The idea of lines of authority would have come as second nature to 16th Century subjects of an almost absolute monarch who, in turn, claimed to derive authority directly from God (and not, therefore, from the Pope or any other ecclesiastic). Perhaps we have greater difficulty in an age of dispersed and in many respects global power in grasping the clarity and simplicity of the power model we are being offered here. Taking an example of the economist J.K. Galbraith, if we think about a multi national company: it is not subject to the law of a single country; it is driven by the need to produce shareholder value; but the shareholders, who are often the pension funds of the company’s own employees, have to rely on managers even though they are nominally in control through the board of directors; and the whole enterprise is subject to massive internal pressures (such as labour surpluses and shortages) and massive external pressures (such as world prices). It is difficult, says Galbraith, to see who has any power at all. We might better think of the enterprise as operating like an ant colony. For that, and other reasons associated with our suspicion of arbitrary power, we might view the Centurion’s self assurance with some distaste. We believe that authority needs to earn consent rather than simply impose it. This, however, should not obscure the truth behind what the Gospel tells us. The point is not what the Centurion has but the value he assigns to it. What he has is nothing compared with what Jesus has. All that has been given to him in his limited sphere is useless in the face of his servant’s palsy. The man in his strength realises his weakness just as the leper in his weakness recognises his weakness.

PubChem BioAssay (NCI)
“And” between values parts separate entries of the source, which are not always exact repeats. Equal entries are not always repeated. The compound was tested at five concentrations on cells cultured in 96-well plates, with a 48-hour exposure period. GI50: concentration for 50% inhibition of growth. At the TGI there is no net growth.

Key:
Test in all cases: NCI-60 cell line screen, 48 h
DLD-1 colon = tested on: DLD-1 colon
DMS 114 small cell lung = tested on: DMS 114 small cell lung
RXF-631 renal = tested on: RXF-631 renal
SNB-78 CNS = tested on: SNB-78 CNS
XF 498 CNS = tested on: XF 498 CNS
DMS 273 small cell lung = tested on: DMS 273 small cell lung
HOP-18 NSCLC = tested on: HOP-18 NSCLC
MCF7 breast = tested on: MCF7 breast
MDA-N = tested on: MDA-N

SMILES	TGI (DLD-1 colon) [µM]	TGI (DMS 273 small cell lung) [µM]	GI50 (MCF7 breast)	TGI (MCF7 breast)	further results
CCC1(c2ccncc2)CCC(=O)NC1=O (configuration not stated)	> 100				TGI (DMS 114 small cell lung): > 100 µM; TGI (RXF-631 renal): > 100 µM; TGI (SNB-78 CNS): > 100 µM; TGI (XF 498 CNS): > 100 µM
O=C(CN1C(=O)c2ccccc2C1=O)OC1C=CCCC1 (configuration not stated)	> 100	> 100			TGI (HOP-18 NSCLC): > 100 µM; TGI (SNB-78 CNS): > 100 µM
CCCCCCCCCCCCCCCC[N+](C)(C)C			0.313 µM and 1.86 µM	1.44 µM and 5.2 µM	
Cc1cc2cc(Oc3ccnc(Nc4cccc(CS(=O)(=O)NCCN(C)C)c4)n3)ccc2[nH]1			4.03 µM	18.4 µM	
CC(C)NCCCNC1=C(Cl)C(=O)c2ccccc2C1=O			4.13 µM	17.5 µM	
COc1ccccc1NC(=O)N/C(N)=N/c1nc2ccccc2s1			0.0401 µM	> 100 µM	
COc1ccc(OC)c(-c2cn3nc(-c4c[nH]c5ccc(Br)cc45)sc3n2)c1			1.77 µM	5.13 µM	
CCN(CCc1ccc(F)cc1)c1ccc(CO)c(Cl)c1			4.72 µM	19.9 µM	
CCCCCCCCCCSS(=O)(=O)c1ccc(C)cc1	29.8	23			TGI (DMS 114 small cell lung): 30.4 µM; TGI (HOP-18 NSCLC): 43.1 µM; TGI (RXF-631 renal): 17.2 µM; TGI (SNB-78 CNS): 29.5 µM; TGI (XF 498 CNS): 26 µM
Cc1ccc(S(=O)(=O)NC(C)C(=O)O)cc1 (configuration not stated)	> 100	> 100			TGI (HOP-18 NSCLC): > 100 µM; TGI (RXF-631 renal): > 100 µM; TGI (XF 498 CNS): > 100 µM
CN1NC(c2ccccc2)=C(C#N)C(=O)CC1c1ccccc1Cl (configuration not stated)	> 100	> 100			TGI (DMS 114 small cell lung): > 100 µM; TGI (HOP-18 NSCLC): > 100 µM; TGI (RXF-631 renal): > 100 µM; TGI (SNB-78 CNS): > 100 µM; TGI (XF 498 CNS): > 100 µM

Lying behind all the readings is the idea of the precariousness of existence: the Collect talks about “infirmities… dangers and necessities”; the Epistle refers to “hunger (and) thirst"; and the central figure of the Gospel, off stage like the hero of a classical Greek drama, is the servant taken suddenly and fatally ill. Faced with such worldly vagaries it is tempting to worship God in the hope of achieving some kind of appeasement, praying as if some kind of deal can be made but the Centurion sums up the truth, his prayer acting as a counterweight to his subsequent lecture on authority: “Lord, I am not worthy that Thou shouldst come under my roof; but speak the word only and my servant shall be healed.” After all power and authority has been put by, after all the propitiation and supplication has been set forth, we are left with this simple prayer which we should apply to ourselves as we prepare to receive Holy Communion.

Starting Points for Sermons or Discussions:

  1. Compare the figure of the Centurion in Matthew and Luke; and consider the typology of Centurions in the New Testament
  2. Contrast the dangers of centralised and dispersed power
  3. Are you the Centurion or the leper?
  4. What are the strengths and dangers in Paul’s pastoral qualification?
  5. How might the Gospel be understood differently by people living in countries which are or have recently been occupied?